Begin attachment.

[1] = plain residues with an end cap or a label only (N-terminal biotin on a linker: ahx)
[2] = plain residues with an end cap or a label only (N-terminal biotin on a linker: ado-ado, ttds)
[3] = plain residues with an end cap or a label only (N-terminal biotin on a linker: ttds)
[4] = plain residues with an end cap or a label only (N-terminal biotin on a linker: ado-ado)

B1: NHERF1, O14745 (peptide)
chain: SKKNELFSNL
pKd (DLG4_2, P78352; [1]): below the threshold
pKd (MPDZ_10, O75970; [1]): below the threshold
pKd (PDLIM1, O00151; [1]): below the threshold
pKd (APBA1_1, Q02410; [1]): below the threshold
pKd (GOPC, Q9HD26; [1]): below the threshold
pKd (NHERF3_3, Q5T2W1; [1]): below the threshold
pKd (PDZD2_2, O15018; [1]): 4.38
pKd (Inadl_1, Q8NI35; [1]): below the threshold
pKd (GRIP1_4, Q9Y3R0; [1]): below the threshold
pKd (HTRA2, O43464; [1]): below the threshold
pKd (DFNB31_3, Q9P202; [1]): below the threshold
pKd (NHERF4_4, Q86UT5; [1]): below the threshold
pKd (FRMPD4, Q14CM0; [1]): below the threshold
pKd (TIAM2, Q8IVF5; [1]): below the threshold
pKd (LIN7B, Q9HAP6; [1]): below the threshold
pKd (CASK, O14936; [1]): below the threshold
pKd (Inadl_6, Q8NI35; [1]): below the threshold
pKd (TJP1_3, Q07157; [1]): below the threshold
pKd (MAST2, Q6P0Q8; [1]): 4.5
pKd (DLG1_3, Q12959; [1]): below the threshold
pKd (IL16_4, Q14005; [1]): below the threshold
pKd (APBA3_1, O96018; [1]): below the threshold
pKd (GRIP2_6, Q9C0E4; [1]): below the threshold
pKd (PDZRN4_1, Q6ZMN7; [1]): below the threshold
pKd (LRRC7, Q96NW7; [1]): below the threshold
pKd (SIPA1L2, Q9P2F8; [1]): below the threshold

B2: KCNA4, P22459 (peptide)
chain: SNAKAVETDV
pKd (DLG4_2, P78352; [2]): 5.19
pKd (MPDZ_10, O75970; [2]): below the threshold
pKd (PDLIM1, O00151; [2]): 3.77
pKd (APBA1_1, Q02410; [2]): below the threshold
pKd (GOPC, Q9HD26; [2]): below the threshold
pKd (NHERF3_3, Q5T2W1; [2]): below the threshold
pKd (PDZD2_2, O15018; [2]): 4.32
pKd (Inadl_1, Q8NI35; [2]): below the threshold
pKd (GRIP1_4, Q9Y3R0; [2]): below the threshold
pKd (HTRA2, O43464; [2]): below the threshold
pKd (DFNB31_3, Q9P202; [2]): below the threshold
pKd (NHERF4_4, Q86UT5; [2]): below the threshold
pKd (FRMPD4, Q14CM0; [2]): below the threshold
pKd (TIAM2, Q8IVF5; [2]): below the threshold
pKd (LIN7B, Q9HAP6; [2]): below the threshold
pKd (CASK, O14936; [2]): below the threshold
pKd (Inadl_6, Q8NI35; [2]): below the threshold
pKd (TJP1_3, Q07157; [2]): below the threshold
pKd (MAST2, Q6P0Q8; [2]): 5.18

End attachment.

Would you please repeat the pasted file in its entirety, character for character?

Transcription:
[1] = plain residues with an end cap or a label only (N-terminal biotin on a linker: ahx)
[2] = plain residues with an end cap or a label only (N-terminal biotin on a linker: ado-ado, ttds)
[3] = plain residues with an end cap or a label only (N-terminal biotin on a linker: ttds)
[4] = plain residues with an end cap or a label only (N-terminal biotin on a linker: ado-ado)

B1: NHERF1, O14745 (peptide)
chain: SKKNELFSNL
pKd (DLG4_2, P78352; [1]): below the threshold
pKd (MPDZ_10, O75970; [1]): below the threshold
pKd (PDLIM1, O00151; [1]): below the threshold
pKd (APBA1_1, Q02410; [1]): below the threshold
pKd (GOPC, Q9HD26; [1]): below the threshold
pKd (NHERF3_3, Q5T2W1; [1]): below the threshold
pKd (PDZD2_2, O15018; [1]): 4.38
pKd (Inadl_1, Q8NI35; [1]): below the threshold
pKd (GRIP1_4, Q9Y3R0; [1]): below the threshold
pKd (HTRA2, O43464; [1]): below the threshold
pKd (DFNB31_3, Q9P202; [1]): below the threshold
pKd (NHERF4_4, Q86UT5; [1]): below the threshold
pKd (FRMPD4, Q14CM0; [1]): below the threshold
pKd (TIAM2, Q8IVF5; [1]): below the threshold
pKd (LIN7B, Q9HAP6; [1]): below the threshold
pKd (CASK, O14936; [1]): below the threshold
pKd (Inadl_6, Q8NI35; [1]): below the threshold
pKd (TJP1_3, Q07157; [1]): below the threshold
pKd (MAST2, Q6P0Q8; [1]): 4.5
pKd (DLG1_3, Q12959; [1]): below the threshold
pKd (IL16_4, Q14005; [1]): below the threshold
pKd (APBA3_1, O96018; [1]): below the threshold
pKd (GRIP2_6, Q9C0E4; [1]): below the threshold
pKd (PDZRN4_1, Q6ZMN7; [1]): below the threshold
pKd (LRRC7, Q96NW7; [1]): below the threshold
pKd (SIPA1L2, Q9P2F8; [1]): below the threshold

B2: KCNA4, P22459 (peptide)
chain: SNAKAVETDV
pKd (DLG4_2, P78352; [2]): 5.19
pKd (MPDZ_10, O75970; [2]): below the threshold
pKd (PDLIM1, O00151; [2]): 3.77
pKd (APBA1_1, Q02410; [2]): below the threshold
pKd (GOPC, Q9HD26; [2]): below the threshold
pKd (NHERF3_3, Q5T2W1; [2]): below the threshold
pKd (PDZD2_2, O15018; [2]): 4.32
pKd (Inadl_1, Q8NI35; [2]): below the threshold
pKd (GRIP1_4, Q9Y3R0; [2]): below the threshold
pKd (HTRA2, O43464; [2]): below the threshold
pKd (DFNB31_3, Q9P202; [2]): below the threshold
pKd (NHERF4_4, Q86UT5; [2]): below the threshold
pKd (FRMPD4, Q14CM0; [2]): below the threshold
pKd (TIAM2, Q8IVF5; [2]): below the threshold
pKd (LIN7B, Q9HAP6; [2]): below the threshold
pKd (CASK, O14936; [2]): below the threshold
pKd (Inadl_6, Q8NI35; [2]): below the threshold
pKd (TJP1_3, Q07157; [2]): below the threshold
pKd (MAST2, Q6P0Q8; [2]): 5.18